formerly "The View From Up Here"

Formerly titled "The View From Up Here" this column began in the Liberty Gazette June 26, 2007.

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April 10, 2012 Texoma 100 Air Race

The Liberty Gazette
April 10, 2012
Ely Air Lines
By Mike Ely and Linda Street-Ely

Linda: Busy schedules kept us from early preparation for the Texoma 100 Air Race. Examination of the race course and even hotel reservations would wait until we arrived in Sherman the night before the race. After over a year of installing upgrades to our Grumman Cheetah, now dubbed The Elyminator, chomping at the bit to turn it out and really see what it can do, the good-humored banter for the race season opener fueled my competitive streak. Wayne Lemkelde flies a Grumman Cheetah with similar modifications and is our closest competitor. Apparently those who arrived at Race Central earlier in the evening joined Wayne in the hotel lounge, and as we were winging our way there they were posting in the group web page something about Wayne naming his airplane the “e-linda-nator.” It was on. Wayne was in for it. This was just what I was hungry for – someone to beat.

Mike: Earlier in the week Linda texted to me: “Another Cheetah has entered the race. We need Tim’s wheel pants!” Wheel pants are fairings that cover the wheels making fixed landing gear more aerodynamically clean, which means speed, and to Linda it was a need. We’ve been looking for wheel pants since our worn and cracked ones could no longer be repaired and wanted “speed” pants but have had difficulty locating approved parts. Our friend Tim keeps his Cheetah in a hangar near ours, but how to ask that question - may I borrow your pants? It’s like asking to borrow underwear. But when I managed the awkward question Tim laughed, assuring me that “Cheetahs aren’t bashful,” and yes, we could borrow them.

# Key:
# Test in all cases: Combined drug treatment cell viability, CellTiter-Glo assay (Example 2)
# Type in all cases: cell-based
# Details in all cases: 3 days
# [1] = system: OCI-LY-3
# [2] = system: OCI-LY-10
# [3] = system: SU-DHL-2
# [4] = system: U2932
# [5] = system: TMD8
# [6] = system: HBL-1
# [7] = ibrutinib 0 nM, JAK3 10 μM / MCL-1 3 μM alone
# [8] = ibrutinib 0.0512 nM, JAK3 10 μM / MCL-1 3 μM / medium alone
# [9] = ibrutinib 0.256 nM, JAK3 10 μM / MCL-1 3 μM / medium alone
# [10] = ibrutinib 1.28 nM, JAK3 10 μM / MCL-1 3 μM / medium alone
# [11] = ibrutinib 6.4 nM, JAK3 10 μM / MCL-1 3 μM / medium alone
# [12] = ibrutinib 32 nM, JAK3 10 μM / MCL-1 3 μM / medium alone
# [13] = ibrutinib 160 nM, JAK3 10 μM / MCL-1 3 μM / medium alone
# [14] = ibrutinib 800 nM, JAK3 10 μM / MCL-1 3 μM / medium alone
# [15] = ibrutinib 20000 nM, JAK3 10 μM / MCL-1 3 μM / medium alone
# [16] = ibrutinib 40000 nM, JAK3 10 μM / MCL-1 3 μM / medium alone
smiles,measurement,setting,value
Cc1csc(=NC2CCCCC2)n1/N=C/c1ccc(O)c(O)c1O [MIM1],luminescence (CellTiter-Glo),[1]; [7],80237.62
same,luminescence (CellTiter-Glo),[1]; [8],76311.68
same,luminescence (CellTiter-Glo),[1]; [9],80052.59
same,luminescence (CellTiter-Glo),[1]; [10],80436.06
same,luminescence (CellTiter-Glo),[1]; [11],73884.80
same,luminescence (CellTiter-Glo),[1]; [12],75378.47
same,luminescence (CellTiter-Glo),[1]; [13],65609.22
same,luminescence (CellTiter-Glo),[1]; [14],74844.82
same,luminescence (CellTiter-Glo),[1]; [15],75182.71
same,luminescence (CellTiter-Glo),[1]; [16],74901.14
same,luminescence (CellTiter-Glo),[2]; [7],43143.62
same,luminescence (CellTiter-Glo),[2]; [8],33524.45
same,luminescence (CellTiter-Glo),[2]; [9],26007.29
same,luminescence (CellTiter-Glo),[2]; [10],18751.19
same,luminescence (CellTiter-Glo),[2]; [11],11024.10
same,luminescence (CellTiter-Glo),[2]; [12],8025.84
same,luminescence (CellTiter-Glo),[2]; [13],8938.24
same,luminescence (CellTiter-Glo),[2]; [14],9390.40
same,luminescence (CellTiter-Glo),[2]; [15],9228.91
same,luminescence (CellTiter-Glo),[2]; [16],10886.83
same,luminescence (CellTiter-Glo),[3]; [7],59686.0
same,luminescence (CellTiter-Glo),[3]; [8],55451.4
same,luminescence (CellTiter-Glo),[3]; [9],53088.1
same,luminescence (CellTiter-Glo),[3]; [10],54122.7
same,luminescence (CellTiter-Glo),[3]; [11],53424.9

Linda: I pulled the airplane out of the hangar, fueled, loaded and cleaned while waiting for Mike to get off work. Race organizer Pat Purcell awaited our late arrival at the North Texas Regional Airport to give us a ride to the hotel. The night ended early with thunderstorms, hail and wind passing across the race course just north of the airport where race planes were lined up outside, but not a drop on the ramp.

After the pre-race briefing I caught fellow racer Greg Bordelon giving Wayne some tips on racing, and you can imagine Greg got a good scolding from me. Finally, at race time props began spinning, aircraft began taxiing out, and as Wayne taxied ahead of us I joyfully looked forward to passing him on the course.

Mike and I work well as a team and this race was my turn to fly and his to navigate. We had our race strategy, altitude for each leg, the degree of bank for each turn, and our preferred race communication style, all of which paid off when we caught Wayne before the first turn, passing him on the inside, leaving him in our wake as we turned in our fastest time ever at nearly 155 mph.

Mike: The friendly banter with Wayne continued after the race, and he congratulated us on the win while waiting in line for fuel. That’s what Sport Air Racing League is all about. We are competitive spirits but enjoy the people in our family of racers as much as we enjoy the competition.

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